"Far Away From The Sun, Listening for Everything Space Has to Offer"
It's odd, he thought.
You know, the scraping sensation that arrives when tearing through space, the tingling waves of bits of bright light that run lines down your body like white spit. They press in at high speed in a freckled sheet between you and the black of space to make the sharp form of a man from nothing, a zooming, traveling shadow in the night sky, silent, breathing, sparkling at its edges where small suns meet oil black along the razor side of a plain line.
It had been a small explosion, something that had a foundation in some cold, tank air - nothing fiery or lethal like a hydrogen spit or a chemical wash. It had been small and it had been just enough to shoot him out through the hatch door and into space with a cosmic pop!
The first few minutes were madness, a silent scream in slow motion that hung in the air like a dropped plate seconds before detonating into countless little things that no one ever wants to pick up. There was a cringe, a hunch, the gut-wrenching tingle at the ends of fingertips as hands reaching out for a purchase find nothing but nothing in nothing. In the night, far away from the unmanned station to properly give up, he brought his legs to his chest snugly and rolled in a straight line like an infant for miles while passing out slowly.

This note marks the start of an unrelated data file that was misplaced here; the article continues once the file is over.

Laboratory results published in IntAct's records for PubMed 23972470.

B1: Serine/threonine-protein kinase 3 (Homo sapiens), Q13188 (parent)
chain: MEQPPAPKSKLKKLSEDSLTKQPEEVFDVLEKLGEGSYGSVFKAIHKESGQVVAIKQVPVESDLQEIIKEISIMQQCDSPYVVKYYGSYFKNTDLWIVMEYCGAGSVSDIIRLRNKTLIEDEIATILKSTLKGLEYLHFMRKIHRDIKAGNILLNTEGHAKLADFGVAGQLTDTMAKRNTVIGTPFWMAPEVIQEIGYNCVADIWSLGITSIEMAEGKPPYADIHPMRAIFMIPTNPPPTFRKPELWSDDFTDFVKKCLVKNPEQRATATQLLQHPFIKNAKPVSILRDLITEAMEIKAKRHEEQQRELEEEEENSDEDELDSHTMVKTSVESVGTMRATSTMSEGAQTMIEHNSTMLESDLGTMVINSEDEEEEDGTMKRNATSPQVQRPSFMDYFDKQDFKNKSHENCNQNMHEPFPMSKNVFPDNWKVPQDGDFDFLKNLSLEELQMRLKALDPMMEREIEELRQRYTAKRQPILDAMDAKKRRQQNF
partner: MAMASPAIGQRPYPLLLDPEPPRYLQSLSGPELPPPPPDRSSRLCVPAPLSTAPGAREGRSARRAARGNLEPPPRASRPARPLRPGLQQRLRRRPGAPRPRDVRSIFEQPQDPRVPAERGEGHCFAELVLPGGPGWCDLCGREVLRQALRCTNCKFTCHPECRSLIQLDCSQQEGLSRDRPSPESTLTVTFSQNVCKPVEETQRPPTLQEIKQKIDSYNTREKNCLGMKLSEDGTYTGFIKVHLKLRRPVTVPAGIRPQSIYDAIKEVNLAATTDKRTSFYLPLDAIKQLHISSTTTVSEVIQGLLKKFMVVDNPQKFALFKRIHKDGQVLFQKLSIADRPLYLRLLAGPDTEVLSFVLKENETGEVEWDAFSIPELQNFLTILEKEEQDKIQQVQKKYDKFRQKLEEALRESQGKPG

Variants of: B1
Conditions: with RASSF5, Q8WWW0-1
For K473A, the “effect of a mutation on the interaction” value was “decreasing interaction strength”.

He awoke by Saturn and did his best to decide on some kind of "up" for himself. Calm or defeated or both, he closed his eyes and rubbed the soft of his suit with his rubbery gloves, making a noise that sounded like cleaning an empty tub. His stomach grumbled. It reminded him that dinner had been at 1900, whenever that had been, whichever day that had been, however long ago that was that would decide how much longer he had left to go in the starry slick.
The radio in his suit's helmet sizzled without much change for hours, and the sound reminded him of sleep.